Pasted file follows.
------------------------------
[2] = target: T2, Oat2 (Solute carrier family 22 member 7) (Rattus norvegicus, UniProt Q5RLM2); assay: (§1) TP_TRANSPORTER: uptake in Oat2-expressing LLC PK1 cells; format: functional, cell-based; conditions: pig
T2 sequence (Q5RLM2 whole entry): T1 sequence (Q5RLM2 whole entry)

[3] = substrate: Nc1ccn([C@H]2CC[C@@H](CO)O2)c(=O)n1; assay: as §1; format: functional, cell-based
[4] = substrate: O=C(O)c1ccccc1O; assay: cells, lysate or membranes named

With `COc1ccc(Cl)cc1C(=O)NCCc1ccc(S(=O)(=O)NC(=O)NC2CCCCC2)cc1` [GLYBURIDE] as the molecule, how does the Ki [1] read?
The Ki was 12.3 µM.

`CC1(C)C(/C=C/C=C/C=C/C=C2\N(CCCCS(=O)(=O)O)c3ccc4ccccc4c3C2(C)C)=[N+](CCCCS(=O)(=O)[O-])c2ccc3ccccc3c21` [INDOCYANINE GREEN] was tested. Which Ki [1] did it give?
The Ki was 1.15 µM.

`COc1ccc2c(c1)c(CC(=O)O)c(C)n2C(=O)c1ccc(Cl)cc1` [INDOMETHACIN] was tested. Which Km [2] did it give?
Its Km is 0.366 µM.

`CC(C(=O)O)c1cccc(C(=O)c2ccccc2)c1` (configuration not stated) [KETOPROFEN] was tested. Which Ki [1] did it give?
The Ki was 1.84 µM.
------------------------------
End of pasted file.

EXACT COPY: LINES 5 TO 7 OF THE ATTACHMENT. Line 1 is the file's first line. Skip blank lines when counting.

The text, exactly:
With `COc1ccc(Cl)cc1C(=O)NCCc1ccc(S(=O)(=O)NC(=O)NC2CCCCC2)cc1` [GLYBURIDE] as the molecule, how does the Ki [1] read?
The Ki was 12.3 µM.

`CC1(C)C(/C=C/C=C/C=C/C=C2\N(CCCCS(=O)(=O)O)c3ccc4ccccc4c3C2(C)C)=[N+](CCCCS(=O)(=O)[O-])c2ccc3ccccc3c21` [INDOCYANINE GREEN] was tested. Which Ki [1] did it give?